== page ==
Earldom of Belmore
Arms of the Earl Belmore
Arms: Quarterly: 1st, Quarterly I & IV, Gules, A Saltire Argent, in chief a Rose Or (Corry); II & III, Sable, a Cup Argent, issuing therefrom a Garland between two Laurel Branches Vert (Lowrey); 2nd, Gules, a Saltire Argent, on chief a Rose Or (Corry); 3rd, Argent, on a Bend Azure, three Buckles Or (Leslie); 4th, Or, a Lion rampant Gules, over all a Bendlet Sable (Abernethy). Crests: 1st, a Cock proper (Corry); 2nd, A Garland of Laurel between two Branches of Laurel proper (Lowry). Supporters: On either side a Tiger Cat guardant proper, ducally gorged and chained Or.
Creation date20 November 1797
Created byGeorge III
PeeragePeerage of Ireland
First holderArmar Lowry-Corry, 1st Viscount Belmore
Present holderJohn Lowry-Corry, 8th Earl Belmore
Heir apparentJohn Lowry-Corry, Viscount Corry
Subsidiary titlesViscount Belmore
Baron Belmore
Seat(s)Castle Coole
(Virtue is always green)
Castle Coole, the family seat

Earl Belmore is a title in the Peerage of Ireland that was created in 1797 for Armar Lowry-Corry, 1st Viscount Belmore,[1] who had previously represented County Tyrone in the Irish House of Commons. He had already been created Baron Belmore, of Castle Coole in County Fermanagh (now in Northern Ireland), in 1781[2] and Viscount Belmore in 1789,[3] also in the Peerage of Ireland. Born Armar Lowry, he was the son of Galbraith Lowry, Member of the Irish House of Commons for County Tyrone, and his wife Sarah, daughter of Colonel John Corry. In 1774, he assumed by Royal licence the additional surname of Corry. He was succeeded by his eldest son, the second Earl. He represented County Tyrone in both the Irish and British House of Commons, sat in the House of Lords as an Irish representative peer from 1819 to 1841, and served as Governor of Jamaica from 1828 to 1832.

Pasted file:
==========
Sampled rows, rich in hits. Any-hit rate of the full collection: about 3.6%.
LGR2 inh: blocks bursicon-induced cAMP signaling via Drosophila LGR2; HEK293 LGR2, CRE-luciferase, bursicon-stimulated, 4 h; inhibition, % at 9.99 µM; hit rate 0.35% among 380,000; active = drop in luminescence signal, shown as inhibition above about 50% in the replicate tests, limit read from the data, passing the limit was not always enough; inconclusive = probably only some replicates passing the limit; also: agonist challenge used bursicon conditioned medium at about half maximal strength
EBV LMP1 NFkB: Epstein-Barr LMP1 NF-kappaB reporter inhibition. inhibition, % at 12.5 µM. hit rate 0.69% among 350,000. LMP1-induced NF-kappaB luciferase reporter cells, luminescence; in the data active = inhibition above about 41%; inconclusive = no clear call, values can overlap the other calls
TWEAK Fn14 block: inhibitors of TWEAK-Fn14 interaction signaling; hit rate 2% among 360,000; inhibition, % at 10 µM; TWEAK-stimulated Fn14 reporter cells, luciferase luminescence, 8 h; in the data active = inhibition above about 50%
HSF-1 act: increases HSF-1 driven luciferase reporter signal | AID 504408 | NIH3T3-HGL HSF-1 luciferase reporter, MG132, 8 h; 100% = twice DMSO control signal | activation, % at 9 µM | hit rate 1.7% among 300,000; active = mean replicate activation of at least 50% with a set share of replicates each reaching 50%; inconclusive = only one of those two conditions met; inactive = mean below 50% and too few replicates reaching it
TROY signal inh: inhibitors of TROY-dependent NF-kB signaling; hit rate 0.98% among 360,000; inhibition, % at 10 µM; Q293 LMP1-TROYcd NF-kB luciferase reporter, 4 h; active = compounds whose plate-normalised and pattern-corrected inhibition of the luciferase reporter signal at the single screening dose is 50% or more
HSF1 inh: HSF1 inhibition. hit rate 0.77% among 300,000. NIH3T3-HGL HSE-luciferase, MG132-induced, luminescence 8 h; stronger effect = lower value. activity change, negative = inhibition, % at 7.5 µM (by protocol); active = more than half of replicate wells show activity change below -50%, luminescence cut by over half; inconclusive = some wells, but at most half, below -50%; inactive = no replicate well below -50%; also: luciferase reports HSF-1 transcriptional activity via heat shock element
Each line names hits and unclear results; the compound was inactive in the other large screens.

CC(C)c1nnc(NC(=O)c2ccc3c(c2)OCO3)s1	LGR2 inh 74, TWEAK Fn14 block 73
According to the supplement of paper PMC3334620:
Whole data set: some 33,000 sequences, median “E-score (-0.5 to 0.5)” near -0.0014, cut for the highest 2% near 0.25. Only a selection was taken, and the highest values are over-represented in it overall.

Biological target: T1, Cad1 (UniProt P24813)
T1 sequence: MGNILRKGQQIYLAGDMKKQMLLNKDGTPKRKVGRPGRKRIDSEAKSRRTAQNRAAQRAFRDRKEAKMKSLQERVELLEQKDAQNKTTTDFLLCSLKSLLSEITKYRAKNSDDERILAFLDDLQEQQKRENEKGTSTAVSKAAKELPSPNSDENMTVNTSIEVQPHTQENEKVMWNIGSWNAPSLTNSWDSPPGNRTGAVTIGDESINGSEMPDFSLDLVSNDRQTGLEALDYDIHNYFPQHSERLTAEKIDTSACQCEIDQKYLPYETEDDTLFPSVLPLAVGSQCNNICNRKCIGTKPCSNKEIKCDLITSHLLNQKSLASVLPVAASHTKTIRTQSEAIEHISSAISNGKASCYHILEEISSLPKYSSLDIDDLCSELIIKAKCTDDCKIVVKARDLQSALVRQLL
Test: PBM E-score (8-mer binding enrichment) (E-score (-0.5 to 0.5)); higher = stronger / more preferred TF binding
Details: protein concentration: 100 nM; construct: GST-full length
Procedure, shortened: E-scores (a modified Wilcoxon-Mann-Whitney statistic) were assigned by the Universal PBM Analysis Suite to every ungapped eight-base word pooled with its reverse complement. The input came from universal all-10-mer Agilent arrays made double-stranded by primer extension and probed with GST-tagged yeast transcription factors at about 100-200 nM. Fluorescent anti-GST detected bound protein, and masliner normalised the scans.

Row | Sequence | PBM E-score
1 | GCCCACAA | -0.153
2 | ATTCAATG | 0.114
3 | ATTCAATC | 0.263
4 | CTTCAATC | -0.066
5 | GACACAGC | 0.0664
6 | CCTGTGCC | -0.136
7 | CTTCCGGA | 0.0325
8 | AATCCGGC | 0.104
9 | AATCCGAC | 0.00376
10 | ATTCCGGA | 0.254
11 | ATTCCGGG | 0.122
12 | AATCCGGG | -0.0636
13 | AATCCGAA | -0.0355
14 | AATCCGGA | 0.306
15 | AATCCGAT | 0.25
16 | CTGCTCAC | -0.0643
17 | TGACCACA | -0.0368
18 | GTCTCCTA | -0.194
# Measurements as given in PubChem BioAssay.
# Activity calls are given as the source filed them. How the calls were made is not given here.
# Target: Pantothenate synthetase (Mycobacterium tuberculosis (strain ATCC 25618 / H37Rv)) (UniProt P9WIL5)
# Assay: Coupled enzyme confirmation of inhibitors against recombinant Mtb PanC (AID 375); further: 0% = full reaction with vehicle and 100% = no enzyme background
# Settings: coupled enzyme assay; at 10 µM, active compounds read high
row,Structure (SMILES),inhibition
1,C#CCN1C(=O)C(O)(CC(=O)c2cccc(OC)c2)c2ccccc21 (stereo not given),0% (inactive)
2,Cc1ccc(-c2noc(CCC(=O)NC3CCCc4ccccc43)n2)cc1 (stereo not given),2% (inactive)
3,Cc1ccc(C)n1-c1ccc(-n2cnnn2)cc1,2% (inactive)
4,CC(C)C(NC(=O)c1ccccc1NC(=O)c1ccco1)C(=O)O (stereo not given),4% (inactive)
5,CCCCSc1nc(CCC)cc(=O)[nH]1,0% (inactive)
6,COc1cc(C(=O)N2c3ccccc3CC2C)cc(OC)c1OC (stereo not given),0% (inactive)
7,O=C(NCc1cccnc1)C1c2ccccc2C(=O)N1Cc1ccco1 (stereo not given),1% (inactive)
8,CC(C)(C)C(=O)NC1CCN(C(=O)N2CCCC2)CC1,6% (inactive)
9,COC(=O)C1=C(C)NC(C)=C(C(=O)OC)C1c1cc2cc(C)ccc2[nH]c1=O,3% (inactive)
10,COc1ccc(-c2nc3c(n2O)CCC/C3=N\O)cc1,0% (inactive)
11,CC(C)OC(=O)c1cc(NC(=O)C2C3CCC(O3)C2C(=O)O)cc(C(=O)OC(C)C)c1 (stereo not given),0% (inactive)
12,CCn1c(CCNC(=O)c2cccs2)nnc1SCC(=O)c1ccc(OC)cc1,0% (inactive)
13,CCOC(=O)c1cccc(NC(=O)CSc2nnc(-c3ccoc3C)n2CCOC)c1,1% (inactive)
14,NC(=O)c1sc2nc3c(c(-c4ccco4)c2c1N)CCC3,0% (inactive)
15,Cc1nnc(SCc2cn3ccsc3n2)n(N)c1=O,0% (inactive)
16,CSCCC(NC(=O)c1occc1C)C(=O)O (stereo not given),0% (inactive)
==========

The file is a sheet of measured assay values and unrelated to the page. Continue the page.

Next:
His eldest son, the third Earl, represented County Fermanagh at Westminster. On his early death, the titles passed to his eldest son, the fourth Earl. He was an Irish Representative Peer between 1857 and 1913, and he served under the Earl of Derby as Under-Secretary of State for the Home Department between 1866 and 1867. From 1867 to 1872, Lord Belmore was Governor of New South Wales. The line of the fourth Earl failed on the death of his younger son, the sixth Earl, in 1949, and he was succeeded by his first cousin once removed, the seventh Earl. He was the son of Major Adrian Lowry-Corry, fifth son of Admiral the Hon. Armar Lowry-Corry, himself the second son of the third Earl. As of 2014, the titles are held by his son, the eighth Earl, who succeeded in 1960.

Several other members of the Lowry-Corry family have also gained distinction. The Conservative politician the Honourable Henry Lowry-Corry, First Lord of the Admiralty from 1866 to 1867, was the second son of the second Earl. His younger son was Montagu Corry, 1st Baron Rowton, private secretary to Benjamin Disraeli. The Honourable Armar Lowry-Corry (1836–1919), second son of the third Earl, was an admiral in the Royal Navy. The Honourable Henry Lowry-Corry, younger son of the third Earl, was also a politician.[citation needed]

The invented title of Viscount Corry is used as a courtesy title for the Earl's heir apparent. The family seat is Castle Coole, near Enniskillen, County Fermanagh.[citation needed]

Earls Belmore (1797)

The heir apparent is the present holder's son, John Armar Galbraith Lowry-Corry, Viscount Corry (born 1985).


  1. ^ "No. 14064". The London Gazette. 14 November 1797. p. 1081.
  2. ^ "No. 12146". The London Gazette. 23 December 1780. p. 1.
  3. ^ "No. 13156". The London Gazette. 12 December 1789. p. 773.